Records Proposal Pulled After Protests
A controversial proposal to limit access to criminal records to make it easier for convicts to find jobs and housing is being withdrawn by the entities that intended to bring it before the ABA’s policymaking body next week.
ABA’s Commission on Effective Judicial Sanctions and the Criminal Justice Section were going to ask the ABA to take a stand in favor of legislation that would limit public access to criminal conviction records and make confidential many of the criminal records that are now readily available under laws of some states.
Staff for the House of Delegates Committee on Rules and Calendar confirmed Saturday that the recommendation is being withdrawn. The House of Delegates meets on Monday and Tuesday during the ABA Annual Meeting in San Francisco.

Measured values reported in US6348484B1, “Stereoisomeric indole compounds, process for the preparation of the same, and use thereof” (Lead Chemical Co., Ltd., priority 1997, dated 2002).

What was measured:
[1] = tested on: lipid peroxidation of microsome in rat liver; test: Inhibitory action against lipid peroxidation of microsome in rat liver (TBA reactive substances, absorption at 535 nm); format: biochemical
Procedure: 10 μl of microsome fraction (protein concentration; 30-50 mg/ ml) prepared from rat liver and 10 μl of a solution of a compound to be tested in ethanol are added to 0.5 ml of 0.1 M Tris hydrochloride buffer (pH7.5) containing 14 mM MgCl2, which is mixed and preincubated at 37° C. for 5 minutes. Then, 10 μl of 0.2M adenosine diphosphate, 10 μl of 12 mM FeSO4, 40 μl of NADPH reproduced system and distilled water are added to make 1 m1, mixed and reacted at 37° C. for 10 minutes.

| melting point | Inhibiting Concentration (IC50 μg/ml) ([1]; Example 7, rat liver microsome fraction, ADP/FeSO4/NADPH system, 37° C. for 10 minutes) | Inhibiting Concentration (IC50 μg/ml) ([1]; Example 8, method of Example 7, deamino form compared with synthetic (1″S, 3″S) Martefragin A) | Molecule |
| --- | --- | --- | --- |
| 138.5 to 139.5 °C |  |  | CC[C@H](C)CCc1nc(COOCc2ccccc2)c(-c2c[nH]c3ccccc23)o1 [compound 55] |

The move comes after press advocacy groups protested the recommendation, with the Reporters Committee for Freedom of the Press saying such legislation “would roll back 40 years of First Amendment jurisprudence creating a presumption of openness in criminal proceedings, violate state open records laws and eliminate the ability of the public and press to act as watchdogs of the criminal justice system.”
The Blog of Legal Times reported that business groups also began to oppose the proposal because it would limit information needed for employment and housing background checks.
With ABA Journal assistant managing editor James Podgers contributing from San Francisco.